What Marketers Don't Already Know About Millennials

Media Habits Don't Change as They Age, Turner Broadcasting Says

By Published on .

Reprints Reprints

The biggest question about millennials has been whether their behavior will persist or change as they grow older.
The biggest question about millennials has been whether their behavior will persist or change as they grow older. Credit: iStock

How marketers can reach millennials is quite possibly one of the most discussed topics in the ad industry. But there continues to be one over-hanging question few have been able to answer: How do millennials' media habits change as they age?

The answer according to Turner: They don't.

The cable programmer partnered with Frank N. Magid Associates to study how millennials consume content at different stages of life, which they define as student, stable (meaning out of school and working with no kids), parent and flex (those not in any other life stages.)

According to the study, even as millennials enter a new life stage like marriage or parenting, they are remaining "millennial" in their consumption habits and not transitioning into behavior that matches boomers or other generational categories. That means they continue to desire choice, control and convenience -- more than prior generations, the thinking goes -- not only in media but in many other consumer decisions.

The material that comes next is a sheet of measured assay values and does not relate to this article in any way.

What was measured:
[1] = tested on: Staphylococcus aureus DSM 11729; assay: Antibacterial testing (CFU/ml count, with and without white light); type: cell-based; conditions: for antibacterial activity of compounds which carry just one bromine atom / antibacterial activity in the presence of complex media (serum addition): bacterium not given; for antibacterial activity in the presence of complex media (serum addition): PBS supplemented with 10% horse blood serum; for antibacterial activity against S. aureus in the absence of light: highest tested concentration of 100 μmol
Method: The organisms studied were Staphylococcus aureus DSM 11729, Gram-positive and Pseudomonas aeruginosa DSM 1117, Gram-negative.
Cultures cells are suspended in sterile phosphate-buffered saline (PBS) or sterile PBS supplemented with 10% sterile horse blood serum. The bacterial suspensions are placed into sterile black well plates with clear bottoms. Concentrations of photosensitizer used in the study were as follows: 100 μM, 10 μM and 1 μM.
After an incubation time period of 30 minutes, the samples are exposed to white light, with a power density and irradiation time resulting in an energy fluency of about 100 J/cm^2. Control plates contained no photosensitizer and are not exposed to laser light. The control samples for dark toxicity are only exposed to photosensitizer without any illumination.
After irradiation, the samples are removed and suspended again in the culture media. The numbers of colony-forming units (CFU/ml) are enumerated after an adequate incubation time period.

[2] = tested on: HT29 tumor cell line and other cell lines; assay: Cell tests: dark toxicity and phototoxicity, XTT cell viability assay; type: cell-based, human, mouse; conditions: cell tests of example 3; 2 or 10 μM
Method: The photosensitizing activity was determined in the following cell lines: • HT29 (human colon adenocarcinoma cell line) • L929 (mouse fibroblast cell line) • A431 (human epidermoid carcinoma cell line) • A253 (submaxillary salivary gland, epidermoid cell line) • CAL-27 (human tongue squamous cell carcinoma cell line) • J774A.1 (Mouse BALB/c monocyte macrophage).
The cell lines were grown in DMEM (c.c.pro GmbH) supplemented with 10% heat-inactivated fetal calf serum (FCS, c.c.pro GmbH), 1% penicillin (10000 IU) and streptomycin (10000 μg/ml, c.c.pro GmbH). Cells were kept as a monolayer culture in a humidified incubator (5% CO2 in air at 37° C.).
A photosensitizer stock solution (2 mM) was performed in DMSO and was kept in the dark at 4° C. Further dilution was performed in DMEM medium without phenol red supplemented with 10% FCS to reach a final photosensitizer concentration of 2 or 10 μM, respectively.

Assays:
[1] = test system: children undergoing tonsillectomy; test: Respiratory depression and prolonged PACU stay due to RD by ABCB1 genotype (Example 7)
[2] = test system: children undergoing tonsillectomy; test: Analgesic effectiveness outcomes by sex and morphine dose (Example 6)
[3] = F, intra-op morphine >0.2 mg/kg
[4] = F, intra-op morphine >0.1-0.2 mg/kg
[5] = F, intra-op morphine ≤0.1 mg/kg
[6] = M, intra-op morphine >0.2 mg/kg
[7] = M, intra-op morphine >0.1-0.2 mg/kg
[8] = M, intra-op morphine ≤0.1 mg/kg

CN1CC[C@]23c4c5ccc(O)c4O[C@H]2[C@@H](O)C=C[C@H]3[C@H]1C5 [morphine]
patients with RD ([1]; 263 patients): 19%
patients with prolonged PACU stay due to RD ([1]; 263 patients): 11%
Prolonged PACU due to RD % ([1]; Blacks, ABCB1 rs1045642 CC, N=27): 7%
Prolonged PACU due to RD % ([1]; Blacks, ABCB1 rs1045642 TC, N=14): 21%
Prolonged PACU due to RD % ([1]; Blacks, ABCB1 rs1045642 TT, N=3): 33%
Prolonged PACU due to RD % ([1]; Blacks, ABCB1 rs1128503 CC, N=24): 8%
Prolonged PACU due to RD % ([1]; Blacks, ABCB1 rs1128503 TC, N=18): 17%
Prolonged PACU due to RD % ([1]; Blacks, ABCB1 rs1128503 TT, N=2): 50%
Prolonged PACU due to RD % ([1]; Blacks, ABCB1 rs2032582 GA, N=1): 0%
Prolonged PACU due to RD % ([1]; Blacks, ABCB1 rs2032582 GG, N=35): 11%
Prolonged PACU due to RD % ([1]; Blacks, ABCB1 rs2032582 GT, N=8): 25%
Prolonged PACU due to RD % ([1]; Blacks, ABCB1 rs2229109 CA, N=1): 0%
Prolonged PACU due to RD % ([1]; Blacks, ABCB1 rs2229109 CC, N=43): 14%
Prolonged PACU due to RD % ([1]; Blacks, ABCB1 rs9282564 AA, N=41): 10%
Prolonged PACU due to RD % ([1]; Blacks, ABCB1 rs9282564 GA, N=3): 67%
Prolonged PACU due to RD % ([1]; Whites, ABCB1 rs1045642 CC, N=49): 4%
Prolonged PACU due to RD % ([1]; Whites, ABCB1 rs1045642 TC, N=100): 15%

The study also found that despite declining ratings for much TV programming delivered traditionally, TV remains an important part of life across all millennial stages.

Unsurprisingly, millennials don't want to be sold to, but rather engaged. So in order for marketers to make an impression, their messaging must appeal to their interests and lifestyle and be delivered in a way that's original and authentic, Turner said.

Turner and Frank N. Magid surveyed 2,000 men and women 18 to 39 years old online, and conducted a series of in-depth, in-home ethnographies with millennials of different life stages and living arrangements.

Turner also took a look at the group it calls plurals -- also known as Generation Z -- which they define as anyone born after 1997. This diverse generation is filled with digital natives who don't know a world where they couldn't access games, videos, music and interact with their friends wherever and whenever they want.

According to Turner's research on the group, which they conducted with Insight Strategy Group's Insight Kids division, plurals expect and demand choices, which they navigate intuitively. The brands that are successful are the ones that feed into this demand.

In order to reach this generation, Turner found that brands need to provide them with a variety of experiences and opportunities to be a fan as they age, and to constantly refresh their products and content offerings through the year.